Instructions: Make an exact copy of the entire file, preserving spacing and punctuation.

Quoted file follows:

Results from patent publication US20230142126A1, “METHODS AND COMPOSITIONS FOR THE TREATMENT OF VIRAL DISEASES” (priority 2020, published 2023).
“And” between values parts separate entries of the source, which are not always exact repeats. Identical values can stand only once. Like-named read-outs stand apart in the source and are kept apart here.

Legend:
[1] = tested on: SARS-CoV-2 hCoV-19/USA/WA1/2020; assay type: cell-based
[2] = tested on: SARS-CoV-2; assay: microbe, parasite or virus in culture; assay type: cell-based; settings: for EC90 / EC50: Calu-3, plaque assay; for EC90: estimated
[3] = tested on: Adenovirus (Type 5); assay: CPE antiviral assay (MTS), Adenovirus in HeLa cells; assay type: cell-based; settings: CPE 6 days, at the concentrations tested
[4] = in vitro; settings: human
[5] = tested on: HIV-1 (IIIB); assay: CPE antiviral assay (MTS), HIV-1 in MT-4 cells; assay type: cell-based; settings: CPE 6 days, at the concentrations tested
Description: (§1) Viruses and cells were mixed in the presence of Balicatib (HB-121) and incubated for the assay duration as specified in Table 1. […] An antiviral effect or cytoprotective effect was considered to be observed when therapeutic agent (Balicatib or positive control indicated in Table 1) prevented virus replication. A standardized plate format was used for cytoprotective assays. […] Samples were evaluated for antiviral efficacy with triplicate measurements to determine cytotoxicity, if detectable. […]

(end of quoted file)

Results from patent publication US20230142126A1, “METHODS AND COMPOSITIONS FOR THE TREATMENT OF VIRAL DISEASES” (priority 2020, published 2023).
“And” between values parts separate entries of the source, which are not always exact repeats. Identical values can stand only once. Like-named read-outs stand apart in the source and are kept apart here.

Legend:
[1] = tested on: SARS-CoV-2 hCoV-19/USA/WA1/2020; assay type: cell-based
[2] = tested on: SARS-CoV-2; assay: microbe, parasite or virus in culture; assay type: cell-based; settings: for EC90 / EC50: Calu-3, plaque assay; for EC90: estimated
[3] = tested on: Adenovirus (Type 5); assay: CPE antiviral assay (MTS), Adenovirus in HeLa cells; assay type: cell-based; settings: CPE 6 days, at the concentrations tested
[4] = in vitro; settings: human
[5] = tested on: HIV-1 (IIIB); assay: CPE antiviral assay (MTS), HIV-1 in MT-4 cells; assay type: cell-based; settings: CPE 6 days, at the concentrations tested
Description: (§1) Viruses and cells were mixed in the presence of Balicatib (HB-121) and incubated for the assay duration as specified in Table 1. […] An antiviral effect or cytoprotective effect was considered to be observed when therapeutic agent (Balicatib or positive control indicated in Table 1) prevented virus replication. A standardized plate format was used for cytoprotective assays. […] Samples were evaluated for antiviral efficacy with triplicate measurements to determine cytotoxicity, if detectable. […]